Kelly: Well, I think corporations are very, very important in general and that we certainly need to be cognizant of the fact that we can’t fix every problem in the world, but on certain issues, we can and should be certainly doing our part and ideally playing a leadership role. Black lives do matter, Kai. And we happen to believe that one of the great levers is education. That’s why we announced the Visa Scholars Program. It’s actually Black students as they’re in their junior and senior years of high school and helping them throughout college with not only some scholarship money, but ideally, other programmatic things outside of the classroom. And in a partnership with them, if they do their job, they will have a guaranteed job at Visa. And so I’m extremely excited about being able to do something that I believe is strategic and sustaining and forward-leaning. Yes, we could write checks to different organizations, and we certainly are matching gifts on all of our employees back to double-matching them, but I recognize that we need to do more. We’ve been on the case, we’re redoubling, retripling our efforts because the suppression that has existed for 400 years must come to an end.
Correction (July 1, 2020): A previous version of this story incorrectly described Visa. Visa is a global payments technology company.
COVID-19 Economy FAQs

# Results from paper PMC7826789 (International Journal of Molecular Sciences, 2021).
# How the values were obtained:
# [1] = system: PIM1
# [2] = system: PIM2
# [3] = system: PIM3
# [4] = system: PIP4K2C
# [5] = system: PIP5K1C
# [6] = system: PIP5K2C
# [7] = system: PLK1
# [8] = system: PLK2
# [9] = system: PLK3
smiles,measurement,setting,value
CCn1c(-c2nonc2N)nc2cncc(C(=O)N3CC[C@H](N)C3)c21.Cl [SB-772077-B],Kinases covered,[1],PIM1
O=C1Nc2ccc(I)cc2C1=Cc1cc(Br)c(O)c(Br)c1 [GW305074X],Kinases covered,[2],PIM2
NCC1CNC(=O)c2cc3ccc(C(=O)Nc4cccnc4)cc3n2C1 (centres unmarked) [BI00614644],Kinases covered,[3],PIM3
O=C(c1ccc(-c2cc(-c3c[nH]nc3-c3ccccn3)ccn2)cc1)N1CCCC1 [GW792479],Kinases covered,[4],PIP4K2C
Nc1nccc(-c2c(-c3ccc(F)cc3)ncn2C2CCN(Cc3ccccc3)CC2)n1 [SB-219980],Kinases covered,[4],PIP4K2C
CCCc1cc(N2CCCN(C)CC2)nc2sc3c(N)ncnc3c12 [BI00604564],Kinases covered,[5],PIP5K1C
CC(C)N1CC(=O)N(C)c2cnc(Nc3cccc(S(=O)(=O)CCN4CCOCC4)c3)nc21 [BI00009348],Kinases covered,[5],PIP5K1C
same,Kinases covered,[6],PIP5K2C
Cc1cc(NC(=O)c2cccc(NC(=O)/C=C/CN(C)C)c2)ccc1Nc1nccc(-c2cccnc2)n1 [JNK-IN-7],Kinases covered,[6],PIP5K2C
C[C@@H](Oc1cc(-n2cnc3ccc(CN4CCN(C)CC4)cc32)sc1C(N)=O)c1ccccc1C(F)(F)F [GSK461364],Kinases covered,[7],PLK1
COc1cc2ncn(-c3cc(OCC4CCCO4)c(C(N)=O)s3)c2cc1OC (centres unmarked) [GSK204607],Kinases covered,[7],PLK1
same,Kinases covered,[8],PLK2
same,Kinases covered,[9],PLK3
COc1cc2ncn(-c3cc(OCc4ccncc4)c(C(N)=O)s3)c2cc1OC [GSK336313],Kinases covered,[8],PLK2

What’s the outlook for vaccine supply?
Chief executives of America’s COVID-19 vaccine makers promised in congressional testimony to deliver the doses promised to the U.S. government by summer. The projections of confidence come after months of supply chain challenges and companies falling short of year-end projections for 2020. What changed? In part, drugmakers that normally compete are now actually helping one another. This has helped solve several supply chain issues, but not all of them.
How has the pandemic changed scientific research?
Over the past year, while some scientists turned their attention to COVID-19 and creating vaccines to fight it, most others had to pause their research — and re-imagine how to do it. Social distancing, limited lab capacity — “It’s less fun, I have to say. Like, for me the big part of the science is discussing the science with other people, getting excited about projects,” said Isabella Rauch, an immunologist at Oregon Health & Science University in Portland. Funding is also a big question for many.
What happened to all of the hazard pay essential workers were getting at the beginning of the pandemic?
Almost a year ago, when the pandemic began, essential workers were hailed as heroes. Back then, many companies gave hazard pay, an extra $2 or so per hour, for coming in to work. That quietly went away for most of them last summer. Without federal action, it’s mostly been up to local governments to create programs and mandates. They’ve helped compensate front-line workers, but they haven’t been perfect. “The solutions are small. They’re piecemeal,” said Molly Kinder at the Brookings Institution’s Metropolitan Policy Program. “You’re seeing these innovative pop-ups because we have failed overall to do something systematically.”